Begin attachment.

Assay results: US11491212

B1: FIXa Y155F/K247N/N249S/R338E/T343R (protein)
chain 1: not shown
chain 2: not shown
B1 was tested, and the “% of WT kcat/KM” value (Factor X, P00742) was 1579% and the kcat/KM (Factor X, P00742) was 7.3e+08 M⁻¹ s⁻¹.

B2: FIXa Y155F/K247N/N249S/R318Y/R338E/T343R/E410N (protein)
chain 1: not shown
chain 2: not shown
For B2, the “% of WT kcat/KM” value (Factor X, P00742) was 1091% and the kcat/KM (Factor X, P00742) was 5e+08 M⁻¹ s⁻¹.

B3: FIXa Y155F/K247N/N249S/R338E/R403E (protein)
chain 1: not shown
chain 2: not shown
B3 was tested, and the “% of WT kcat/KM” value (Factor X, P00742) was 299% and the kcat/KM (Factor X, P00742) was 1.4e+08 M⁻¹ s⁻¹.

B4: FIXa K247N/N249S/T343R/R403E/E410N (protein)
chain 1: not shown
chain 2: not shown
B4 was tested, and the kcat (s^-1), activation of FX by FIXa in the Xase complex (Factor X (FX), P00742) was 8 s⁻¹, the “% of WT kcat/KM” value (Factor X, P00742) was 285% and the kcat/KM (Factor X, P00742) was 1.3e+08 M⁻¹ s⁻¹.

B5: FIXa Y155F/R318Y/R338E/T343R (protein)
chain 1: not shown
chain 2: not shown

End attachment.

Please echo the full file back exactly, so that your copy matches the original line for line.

Assay results: US11491212

B1: FIXa Y155F/K247N/N249S/R338E/T343R (protein)
chain 1: not shown
chain 2: not shown
B1 was tested, and the “% of WT kcat/KM” value (Factor X, P00742) was 1579% and the kcat/KM (Factor X, P00742) was 7.3e+08 M⁻¹ s⁻¹.

B2: FIXa Y155F/K247N/N249S/R318Y/R338E/T343R/E410N (protein)
chain 1: not shown
chain 2: not shown
For B2, the “% of WT kcat/KM” value (Factor X, P00742) was 1091% and the kcat/KM (Factor X, P00742) was 5e+08 M⁻¹ s⁻¹.

B3: FIXa Y155F/K247N/N249S/R338E/R403E (protein)
chain 1: not shown
chain 2: not shown
B3 was tested, and the “% of WT kcat/KM” value (Factor X, P00742) was 299% and the kcat/KM (Factor X, P00742) was 1.4e+08 M⁻¹ s⁻¹.

B4: FIXa K247N/N249S/T343R/R403E/E410N (protein)
chain 1: not shown
chain 2: not shown
B4 was tested, and the kcat (s^-1), activation of FX by FIXa in the Xase complex (Factor X (FX), P00742) was 8 s⁻¹, the “% of WT kcat/KM” value (Factor X, P00742) was 285% and the kcat/KM (Factor X, P00742) was 1.3e+08 M⁻¹ s⁻¹.

B5: FIXa Y155F/R318Y/R338E/T343R (protein)
chain 1: not shown
chain 2: not shown